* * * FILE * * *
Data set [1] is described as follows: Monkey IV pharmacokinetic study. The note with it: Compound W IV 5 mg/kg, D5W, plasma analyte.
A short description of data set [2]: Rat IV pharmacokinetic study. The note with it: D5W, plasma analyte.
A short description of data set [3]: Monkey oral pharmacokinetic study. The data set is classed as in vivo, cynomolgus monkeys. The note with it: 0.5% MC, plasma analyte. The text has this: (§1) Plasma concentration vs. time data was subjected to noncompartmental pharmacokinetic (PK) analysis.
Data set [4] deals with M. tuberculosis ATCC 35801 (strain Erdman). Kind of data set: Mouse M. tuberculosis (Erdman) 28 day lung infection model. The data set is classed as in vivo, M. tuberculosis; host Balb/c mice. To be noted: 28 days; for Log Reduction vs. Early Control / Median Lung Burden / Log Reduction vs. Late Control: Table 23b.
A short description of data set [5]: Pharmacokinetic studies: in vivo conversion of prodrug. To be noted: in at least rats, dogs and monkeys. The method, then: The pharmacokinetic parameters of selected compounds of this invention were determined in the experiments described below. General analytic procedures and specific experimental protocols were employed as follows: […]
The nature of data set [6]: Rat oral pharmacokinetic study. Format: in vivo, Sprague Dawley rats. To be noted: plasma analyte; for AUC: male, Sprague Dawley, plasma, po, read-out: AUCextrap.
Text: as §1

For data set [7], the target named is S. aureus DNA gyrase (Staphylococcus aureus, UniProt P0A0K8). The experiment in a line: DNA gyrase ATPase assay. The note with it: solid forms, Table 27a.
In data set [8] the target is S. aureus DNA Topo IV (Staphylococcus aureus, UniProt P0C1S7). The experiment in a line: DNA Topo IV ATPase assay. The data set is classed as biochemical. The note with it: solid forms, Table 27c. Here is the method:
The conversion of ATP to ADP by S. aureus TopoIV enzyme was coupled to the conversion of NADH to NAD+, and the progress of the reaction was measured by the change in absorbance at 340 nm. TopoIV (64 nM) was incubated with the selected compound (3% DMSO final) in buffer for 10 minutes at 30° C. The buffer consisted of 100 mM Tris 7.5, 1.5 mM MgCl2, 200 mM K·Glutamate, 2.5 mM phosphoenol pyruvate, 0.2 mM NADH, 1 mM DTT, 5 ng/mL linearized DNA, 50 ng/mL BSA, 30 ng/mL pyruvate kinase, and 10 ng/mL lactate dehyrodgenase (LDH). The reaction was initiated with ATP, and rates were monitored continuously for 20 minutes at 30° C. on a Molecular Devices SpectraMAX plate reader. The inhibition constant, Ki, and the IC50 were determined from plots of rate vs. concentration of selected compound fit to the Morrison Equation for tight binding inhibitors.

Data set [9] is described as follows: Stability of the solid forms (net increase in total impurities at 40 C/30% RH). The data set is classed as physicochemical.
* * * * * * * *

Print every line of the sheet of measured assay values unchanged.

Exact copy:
Data set [1] is described as follows: Monkey IV pharmacokinetic study. The note with it: Compound W IV 5 mg/kg, D5W, plasma analyte.
A short description of data set [2]: Rat IV pharmacokinetic study. The note with it: D5W, plasma analyte.
A short description of data set [3]: Monkey oral pharmacokinetic study. The data set is classed as in vivo, cynomolgus monkeys. The note with it: 0.5% MC, plasma analyte. The text has this: (§1) Plasma concentration vs. time data was subjected to noncompartmental pharmacokinetic (PK) analysis.
Data set [4] deals with M. tuberculosis ATCC 35801 (strain Erdman). Kind of data set: Mouse M. tuberculosis (Erdman) 28 day lung infection model. The data set is classed as in vivo, M. tuberculosis; host Balb/c mice. To be noted: 28 days; for Log Reduction vs. Early Control / Median Lung Burden / Log Reduction vs. Late Control: Table 23b.
A short description of data set [5]: Pharmacokinetic studies: in vivo conversion of prodrug. To be noted: in at least rats, dogs and monkeys. The method, then: The pharmacokinetic parameters of selected compounds of this invention were determined in the experiments described below. General analytic procedures and specific experimental protocols were employed as follows: […]
The nature of data set [6]: Rat oral pharmacokinetic study. Format: in vivo, Sprague Dawley rats. To be noted: plasma analyte; for AUC: male, Sprague Dawley, plasma, po, read-out: AUCextrap.
Text: as §1

For data set [7], the target named is S. aureus DNA gyrase (Staphylococcus aureus, UniProt P0A0K8). The experiment in a line: DNA gyrase ATPase assay. The note with it: solid forms, Table 27a.
In data set [8] the target is S. aureus DNA Topo IV (Staphylococcus aureus, UniProt P0C1S7). The experiment in a line: DNA Topo IV ATPase assay. The data set is classed as biochemical. The note with it: solid forms, Table 27c. Here is the method:
The conversion of ATP to ADP by S. aureus TopoIV enzyme was coupled to the conversion of NADH to NAD+, and the progress of the reaction was measured by the change in absorbance at 340 nm. TopoIV (64 nM) was incubated with the selected compound (3% DMSO final) in buffer for 10 minutes at 30° C. The buffer consisted of 100 mM Tris 7.5, 1.5 mM MgCl2, 200 mM K·Glutamate, 2.5 mM phosphoenol pyruvate, 0.2 mM NADH, 1 mM DTT, 5 ng/mL linearized DNA, 50 ng/mL BSA, 30 ng/mL pyruvate kinase, and 10 ng/mL lactate dehyrodgenase (LDH). The reaction was initiated with ATP, and rates were monitored continuously for 20 minutes at 30° C. on a Molecular Devices SpectraMAX plate reader. The inhibition constant, Ki, and the IC50 were determined from plots of rate vs. concentration of selected compound fit to the Morrison Equation for tight binding inhibitors.

Data set [9] is described as follows: Stability of the solid forms (net increase in total impurities at 40 C/30% RH). The data set is classed as physicochemical.